For the World War 2 timeline app, the custom editor allowed generation of
high quality maps from rendered data (using a custom DSL to generate
shading and representation) and allowed the map to be presented with the
MacMapKit, a port of the
iOS only MapKit to OSX. The app also provided a means to search the database
of events (using the
NSPredicateEditor class), which allowed subject matter experts
(historians) to validate the data and look for duplicates.
He finally mentioned a couple of applications; the editor tool behind the popular iPad based Tap Mag and for an upcoming manga comic. He also highlighted GameKit (via the simulator, since it’s not currently available on OSX) as being a really easy way of transferring data between devices without having to rebuild or repackage the application.
Happiness of a Grain of Sand
The day was rounded off by Aral Balkan (@aral), who remains one of the main reasons to come and visit NSConference.
His talk this year focussed around an hourglass, with the analogy that the sand running through it is the time of your life, and noting that whether the grains of sand represent a happy time or a sad time, they continue to flow from the future to the past at a constant rate. He also cited a quote “You only have a certain number of keystrokes in your fingers before you die” (Scott Hanselman?) and encouraged everyone to use their time wisely before they do.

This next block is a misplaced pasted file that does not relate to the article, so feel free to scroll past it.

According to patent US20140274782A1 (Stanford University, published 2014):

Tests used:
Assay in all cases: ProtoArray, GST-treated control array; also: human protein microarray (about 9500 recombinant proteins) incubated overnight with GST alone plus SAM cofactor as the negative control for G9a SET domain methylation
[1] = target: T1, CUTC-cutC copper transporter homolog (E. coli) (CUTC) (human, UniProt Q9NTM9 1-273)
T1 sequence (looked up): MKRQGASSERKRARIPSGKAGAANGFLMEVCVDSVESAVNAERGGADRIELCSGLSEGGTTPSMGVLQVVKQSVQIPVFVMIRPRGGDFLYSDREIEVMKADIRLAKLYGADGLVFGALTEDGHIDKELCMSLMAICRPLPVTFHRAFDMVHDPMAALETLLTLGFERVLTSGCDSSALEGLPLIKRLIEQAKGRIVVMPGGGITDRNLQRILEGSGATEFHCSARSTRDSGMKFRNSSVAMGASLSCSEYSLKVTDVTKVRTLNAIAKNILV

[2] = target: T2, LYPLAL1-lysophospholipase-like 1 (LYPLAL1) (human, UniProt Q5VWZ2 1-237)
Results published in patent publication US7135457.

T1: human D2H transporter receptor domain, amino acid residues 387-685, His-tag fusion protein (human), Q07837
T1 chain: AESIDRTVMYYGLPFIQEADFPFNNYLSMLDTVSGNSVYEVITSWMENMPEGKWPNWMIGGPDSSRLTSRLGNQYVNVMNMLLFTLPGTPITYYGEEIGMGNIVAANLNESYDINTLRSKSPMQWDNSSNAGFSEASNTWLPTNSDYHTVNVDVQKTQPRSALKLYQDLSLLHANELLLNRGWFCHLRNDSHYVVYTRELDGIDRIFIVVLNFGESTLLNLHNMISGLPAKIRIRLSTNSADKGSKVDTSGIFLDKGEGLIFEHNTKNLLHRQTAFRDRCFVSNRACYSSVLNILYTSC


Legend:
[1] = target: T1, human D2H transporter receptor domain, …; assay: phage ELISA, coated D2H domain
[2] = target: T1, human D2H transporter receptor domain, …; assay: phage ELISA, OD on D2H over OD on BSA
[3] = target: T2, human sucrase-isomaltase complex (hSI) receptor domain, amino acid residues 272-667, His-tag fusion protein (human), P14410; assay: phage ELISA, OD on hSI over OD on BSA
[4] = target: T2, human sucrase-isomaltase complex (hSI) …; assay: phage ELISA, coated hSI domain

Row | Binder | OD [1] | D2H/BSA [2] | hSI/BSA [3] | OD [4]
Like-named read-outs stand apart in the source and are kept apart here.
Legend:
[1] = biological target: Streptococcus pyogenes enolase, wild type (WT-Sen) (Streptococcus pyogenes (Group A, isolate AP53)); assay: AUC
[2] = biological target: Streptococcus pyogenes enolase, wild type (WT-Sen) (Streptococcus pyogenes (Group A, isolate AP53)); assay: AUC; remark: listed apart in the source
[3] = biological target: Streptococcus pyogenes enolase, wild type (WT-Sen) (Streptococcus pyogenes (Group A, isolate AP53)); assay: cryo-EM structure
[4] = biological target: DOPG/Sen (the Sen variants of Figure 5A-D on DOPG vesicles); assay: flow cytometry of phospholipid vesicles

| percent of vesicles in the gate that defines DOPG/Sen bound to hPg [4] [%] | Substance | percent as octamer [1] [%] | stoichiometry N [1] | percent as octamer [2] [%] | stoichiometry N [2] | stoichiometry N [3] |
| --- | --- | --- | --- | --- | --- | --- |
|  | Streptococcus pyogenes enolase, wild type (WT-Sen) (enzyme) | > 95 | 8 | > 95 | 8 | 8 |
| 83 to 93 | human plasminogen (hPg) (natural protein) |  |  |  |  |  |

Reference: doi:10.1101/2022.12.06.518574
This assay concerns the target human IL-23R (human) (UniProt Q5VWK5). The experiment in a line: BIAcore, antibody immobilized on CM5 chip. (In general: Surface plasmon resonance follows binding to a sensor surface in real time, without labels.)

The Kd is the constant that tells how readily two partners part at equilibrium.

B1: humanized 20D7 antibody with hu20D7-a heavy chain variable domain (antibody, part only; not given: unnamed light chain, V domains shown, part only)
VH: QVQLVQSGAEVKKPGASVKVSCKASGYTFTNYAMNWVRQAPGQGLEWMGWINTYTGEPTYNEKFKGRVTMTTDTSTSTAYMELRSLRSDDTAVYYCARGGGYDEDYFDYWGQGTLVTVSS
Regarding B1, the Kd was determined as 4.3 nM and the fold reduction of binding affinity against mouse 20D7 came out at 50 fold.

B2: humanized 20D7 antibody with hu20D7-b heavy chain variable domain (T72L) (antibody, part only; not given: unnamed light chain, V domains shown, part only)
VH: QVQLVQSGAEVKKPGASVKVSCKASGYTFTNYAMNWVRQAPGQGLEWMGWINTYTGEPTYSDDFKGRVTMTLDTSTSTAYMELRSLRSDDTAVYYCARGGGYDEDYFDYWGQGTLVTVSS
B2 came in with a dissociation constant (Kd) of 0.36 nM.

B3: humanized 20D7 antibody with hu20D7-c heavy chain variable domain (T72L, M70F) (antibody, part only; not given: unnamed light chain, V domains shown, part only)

He pulled a few funny observations around the doors in the conference centre (he has a real things for ‘push’ doors with ‘pull’-like handles) and argued for the creation of a simpler washing machine with a ‘dirty clothes’ drawer and a ‘clean clothes’ drawer.
He also made fun of some websites (like Macworld) which put up an annoying prompt when you’re on an iPhone (or an iPad) which try and direct you to downloading their app. He then highlighted a parts ordering website with many different specifications (colour, thickness, quantity) each with a ‘buy now’ button – which didn’t in fact ‘buy now’ at all. Probably the best quote of his presentation (nay, the conference)
Your app shouldn’t look like your database just threw up
Oh, and he sings really loudly in the shower, too.
Still no sign of Scotty (we recorded a message to wish him well) and the night was finished off with a Casino Evening with monopoly style money. It was probably one of the first occasions in which people were sitting around and just socialising, and the round of drinks sponsored by GitHub certainly helped the evening flow.
Some people are being roused early due to the ducks on site; so much so that NSConfDuck now has its own twitter account.